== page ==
Tales of Space and Time
Besides seeing projects as complex in space, the prolific also see them as complex in time. While novice writers see writing as “just writing,” the prolific see it as a process consisting of these or similar stages:
- Conceptualization (a.k.a. note-taking or “noodling around”)
- Planning and outlining (a little more structured than above)
- First Draft
- Final Draft
- Cash the Check (for freelance and other writers who get paid)
Note how the stage most people think comes first—First Draft—actually appears halfway down. A major cause of unproductivity and blocks is that the writer omits, or skimps on, the earlier stages—which means she is trying to write something she doesn’t sufficiently comprehend.
Trying to write a first draft without first spending adequate time on stages 1-3 is like planting a garden without preparing the soil, or building a house atop a shaky foundation: a risky proposition at best. Sure, once in a while a piece will just seem to write itself. But that’s usually because we’ve either thought about it a lot or figured out a link between it and other topics we’ve thought a lot about. So the early stages were, in fact, done, only perhaps at a different time. (Also, the confidence that comes from writing something familiar helps us resist perfectionism.)
Obviously, the stages differ from project to project, and writer to writer. Some projects demand extensive research, others only a little. Some writers create detailed outlines, while others work from the seat of their pants (the famous “plotters” versus “pantsers” divide). And some writers do the stages mostly linearly, while others jazzily intermingle them. Whatever system works for you, and the particular project you’re working on, is the right one.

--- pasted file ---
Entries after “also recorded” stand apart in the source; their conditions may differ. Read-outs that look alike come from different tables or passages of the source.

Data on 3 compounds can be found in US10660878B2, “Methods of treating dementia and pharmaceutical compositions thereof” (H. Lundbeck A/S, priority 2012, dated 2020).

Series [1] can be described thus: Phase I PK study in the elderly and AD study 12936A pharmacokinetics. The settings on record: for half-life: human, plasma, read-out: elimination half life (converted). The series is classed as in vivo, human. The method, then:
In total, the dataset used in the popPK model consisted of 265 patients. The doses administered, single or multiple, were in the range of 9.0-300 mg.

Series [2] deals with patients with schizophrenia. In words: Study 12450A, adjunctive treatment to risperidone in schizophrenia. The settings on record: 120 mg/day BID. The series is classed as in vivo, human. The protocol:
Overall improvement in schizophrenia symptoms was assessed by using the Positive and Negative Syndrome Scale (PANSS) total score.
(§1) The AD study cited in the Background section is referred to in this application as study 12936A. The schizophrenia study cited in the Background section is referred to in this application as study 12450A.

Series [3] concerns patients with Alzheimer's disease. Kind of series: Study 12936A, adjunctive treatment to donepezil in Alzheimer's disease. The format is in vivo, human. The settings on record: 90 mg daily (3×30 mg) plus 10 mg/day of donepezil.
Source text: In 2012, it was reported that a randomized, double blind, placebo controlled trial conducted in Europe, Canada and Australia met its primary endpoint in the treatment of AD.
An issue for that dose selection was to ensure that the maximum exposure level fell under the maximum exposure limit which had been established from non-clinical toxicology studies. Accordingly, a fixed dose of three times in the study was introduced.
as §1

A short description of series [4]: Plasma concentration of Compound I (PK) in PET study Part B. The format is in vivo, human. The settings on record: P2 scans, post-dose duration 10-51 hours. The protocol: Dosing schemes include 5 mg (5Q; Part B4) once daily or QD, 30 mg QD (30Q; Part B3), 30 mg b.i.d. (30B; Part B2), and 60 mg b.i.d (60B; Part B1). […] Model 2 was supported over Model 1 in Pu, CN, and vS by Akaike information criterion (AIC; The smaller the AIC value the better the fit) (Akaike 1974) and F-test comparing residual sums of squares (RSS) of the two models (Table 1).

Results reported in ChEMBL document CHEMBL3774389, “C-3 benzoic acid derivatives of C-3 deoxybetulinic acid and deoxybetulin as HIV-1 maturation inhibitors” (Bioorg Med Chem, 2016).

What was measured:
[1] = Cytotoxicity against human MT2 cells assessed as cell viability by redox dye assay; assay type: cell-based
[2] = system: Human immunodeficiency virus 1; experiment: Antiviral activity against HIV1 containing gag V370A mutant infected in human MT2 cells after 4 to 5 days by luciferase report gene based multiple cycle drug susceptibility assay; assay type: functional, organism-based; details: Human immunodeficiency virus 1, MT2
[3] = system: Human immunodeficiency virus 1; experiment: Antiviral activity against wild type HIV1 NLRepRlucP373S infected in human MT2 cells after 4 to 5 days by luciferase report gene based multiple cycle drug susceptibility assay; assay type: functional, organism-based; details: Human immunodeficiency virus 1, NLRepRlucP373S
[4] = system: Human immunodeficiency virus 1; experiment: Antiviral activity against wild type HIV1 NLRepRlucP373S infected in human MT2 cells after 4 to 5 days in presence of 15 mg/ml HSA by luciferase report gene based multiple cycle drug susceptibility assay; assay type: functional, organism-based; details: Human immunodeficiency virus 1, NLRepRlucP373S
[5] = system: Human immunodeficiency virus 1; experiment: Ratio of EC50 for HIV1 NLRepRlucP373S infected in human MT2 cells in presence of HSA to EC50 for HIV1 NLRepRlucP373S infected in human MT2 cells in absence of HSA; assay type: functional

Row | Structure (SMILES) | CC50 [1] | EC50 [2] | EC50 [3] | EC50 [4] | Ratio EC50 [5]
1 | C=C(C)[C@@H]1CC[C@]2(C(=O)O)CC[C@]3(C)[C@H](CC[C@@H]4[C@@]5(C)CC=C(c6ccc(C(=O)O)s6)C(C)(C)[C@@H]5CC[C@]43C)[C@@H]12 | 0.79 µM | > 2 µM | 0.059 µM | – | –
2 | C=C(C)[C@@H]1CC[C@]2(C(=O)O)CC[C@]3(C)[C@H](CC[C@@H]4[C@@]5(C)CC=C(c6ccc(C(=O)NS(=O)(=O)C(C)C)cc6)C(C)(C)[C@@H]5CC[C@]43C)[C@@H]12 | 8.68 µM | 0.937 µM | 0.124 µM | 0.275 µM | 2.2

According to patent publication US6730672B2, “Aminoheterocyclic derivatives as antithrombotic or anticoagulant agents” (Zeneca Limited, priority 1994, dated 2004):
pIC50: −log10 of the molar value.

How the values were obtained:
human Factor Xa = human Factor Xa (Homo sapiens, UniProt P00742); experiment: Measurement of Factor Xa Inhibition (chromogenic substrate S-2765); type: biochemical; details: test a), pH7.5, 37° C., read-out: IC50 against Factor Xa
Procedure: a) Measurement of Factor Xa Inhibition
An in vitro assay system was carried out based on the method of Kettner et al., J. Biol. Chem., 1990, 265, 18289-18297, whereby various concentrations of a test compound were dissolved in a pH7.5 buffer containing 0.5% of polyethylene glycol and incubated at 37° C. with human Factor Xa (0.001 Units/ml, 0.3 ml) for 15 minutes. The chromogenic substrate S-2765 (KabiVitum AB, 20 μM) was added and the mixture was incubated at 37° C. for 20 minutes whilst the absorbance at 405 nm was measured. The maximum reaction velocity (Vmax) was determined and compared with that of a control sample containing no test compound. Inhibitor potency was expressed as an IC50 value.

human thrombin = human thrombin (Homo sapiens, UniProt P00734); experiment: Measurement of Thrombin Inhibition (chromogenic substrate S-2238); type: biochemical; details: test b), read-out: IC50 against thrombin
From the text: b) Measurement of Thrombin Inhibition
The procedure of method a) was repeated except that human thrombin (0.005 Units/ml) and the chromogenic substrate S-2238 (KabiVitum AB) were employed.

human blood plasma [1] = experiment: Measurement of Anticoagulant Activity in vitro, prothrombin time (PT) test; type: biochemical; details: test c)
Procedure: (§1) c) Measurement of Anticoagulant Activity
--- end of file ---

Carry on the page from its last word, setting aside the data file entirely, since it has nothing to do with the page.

It’s helpful to remember that most of us enjoy working on some stages more than others, and those are the stages we tend to get stuck on if we’re prone to procrastination. That’s procrastination as a toxic mimic of productive work, and it happens especially with first draft, research, and revision.
Conversely, many writers dislike, or are afraid of, certain stages and try to avoid them. These are, typically, the first draft and submission, as well as marketing and other business “chores.”
Armed with the knowledge of the stages of a writing project, you can now use your writercopter to move not just through space (the landscape of your project), but time: more specifically, back to a prior stage whenever you’re stuck. I recommend moving back to conceptualization, planning, outlining, or drafting, but not research because it is a frequent vehicle for procrastination.
Another important productivity technique is to identify the easiest parts of your project so that, when all else fails, you can work on them. When, during the writing of this book, I was severely distracted or demotivated, I worked on the bibliography. Why not? It had to get done, and doing it empowered me and helped me get re-motivated as soon as possible.
You can do this temporally, too. The earliest and latest drafts of a project are usually the easiest, because the earliest ones tend to be free and fun (if you don’t get perfectionist), and the later ones tend to have most of their elements in place, so that what you’re doing is mainly line edits. So if you’re working on multiple projects, or a project with multiple sections, all in different phases of completion, do “earlies” and “lates” when feeling distracted or otherwise unmotivated; save the tough middle drafts, where you’re trying to make order out of chaos, for when you’re feeling fresh and energetic.